In the late fall of 1995, I got married. There is, of course, nothing unusual about that, except that I was forty-six years old and a first-time bride.
I had considered marriage many years before, when I was in college. I considered it so carefully that I broke an engagement. Then I didn't think about it much for five or six years, when I became encumbered by an uncooperative would-be fiancé. After that, I hardly thought about it at all.
Until I reached my mid-forties. And then it hit me: I was single and I didn't want to be. Lucky for me, I met the man who was to become my husband. He was forty-eight and had never been married, either. He proposed marriage in May, and from that moment until my walk down the aisle five and a half months later, I found myself performing as a willing but poorly prepared player in a side show of social expectations.
Most little girls fantasize about being brides, but I don't remember ever doing that. It stunned me, therefore, when, as a bride, I discovered that inside my head was an entire bank of knowledge I hadn't known I possessed. I rhapsodized about the subtleties of afternoon formal clothes, engraving styles, and ushers' gifts. It was as though some Jungian organism, long dormant in my unconscious, had been suddenly aroused and was taking over all available territory.
It scared me. What other body of obscure knowledge was germinating inside my head, waiting for its opportunity to burst forth and embarrass me?
But it wasn't just I who stopped making sense. My female friends' behavior changed the moment I announced my engagement. Women whose normal conversation embraced such topics as eighteenth century English literature and post-modern feminism would spot me in a room and blurt out "What are your colors?" or "Have you chosen your flowers?" But most often, they asked "Have you gotten your dress?"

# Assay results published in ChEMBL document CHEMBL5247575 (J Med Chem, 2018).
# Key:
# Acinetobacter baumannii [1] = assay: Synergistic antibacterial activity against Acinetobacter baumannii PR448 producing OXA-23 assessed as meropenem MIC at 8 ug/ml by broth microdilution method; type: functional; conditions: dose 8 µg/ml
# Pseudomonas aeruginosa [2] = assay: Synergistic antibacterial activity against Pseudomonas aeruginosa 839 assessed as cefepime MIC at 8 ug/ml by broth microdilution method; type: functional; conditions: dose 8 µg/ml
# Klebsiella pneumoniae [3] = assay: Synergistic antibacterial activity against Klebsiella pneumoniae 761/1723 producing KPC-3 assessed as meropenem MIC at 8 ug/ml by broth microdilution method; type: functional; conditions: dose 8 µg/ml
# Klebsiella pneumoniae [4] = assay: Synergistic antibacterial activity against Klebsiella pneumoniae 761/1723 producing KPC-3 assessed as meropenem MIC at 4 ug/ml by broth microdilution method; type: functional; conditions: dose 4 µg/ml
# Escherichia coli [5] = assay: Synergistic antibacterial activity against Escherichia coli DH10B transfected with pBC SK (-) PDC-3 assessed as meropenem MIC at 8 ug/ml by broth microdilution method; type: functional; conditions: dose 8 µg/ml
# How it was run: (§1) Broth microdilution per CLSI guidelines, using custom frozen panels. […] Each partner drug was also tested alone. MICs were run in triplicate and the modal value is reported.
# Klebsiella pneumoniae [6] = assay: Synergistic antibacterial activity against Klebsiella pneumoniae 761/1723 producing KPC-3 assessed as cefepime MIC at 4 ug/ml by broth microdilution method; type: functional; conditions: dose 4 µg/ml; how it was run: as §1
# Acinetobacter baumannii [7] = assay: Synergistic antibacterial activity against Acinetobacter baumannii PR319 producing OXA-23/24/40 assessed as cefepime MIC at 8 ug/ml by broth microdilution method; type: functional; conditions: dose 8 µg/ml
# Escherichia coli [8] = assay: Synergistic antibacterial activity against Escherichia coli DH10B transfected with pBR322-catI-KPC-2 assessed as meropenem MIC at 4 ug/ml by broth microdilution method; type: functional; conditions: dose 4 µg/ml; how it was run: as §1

The dress. My wedding dress.
Where I’m from, "the dress" conjures up images of young girls with unformed faces wear outrageously long and elaborately sewn white beaded gowns, looking radiant in veils, having somehow recovered from continuous knock-down-drag-outs with their field-marshal mothers. (One acquaintance told me that, as she was preparing to be a very young bride, her mother began compulsively beading everything in sight. On her wedding night, she was mortified to discover that Mother had beaded all of her underwear.)
What it doesn't conjure up is the image of a graying, middle-aged female with a chronically drowsy look brought about by peri-menopausal insomnia. A half century ago, the proper bride feared losing her virginity; the modern bride fears losing her identity. My greatest fear was be caught short at the altar with a half tank of estrogen.
I knew that something was wrong with this picture. And what was wrong was thrust right into my face the first time I dared to venture into a bridal shop: I was taken to see dresses on a rack labeled For the Mother of the Bride. I watched with a kind of terrified fascination as skinny girls—these were definitely not yet women—floated awkwardly by in dresses that cost as much as my car.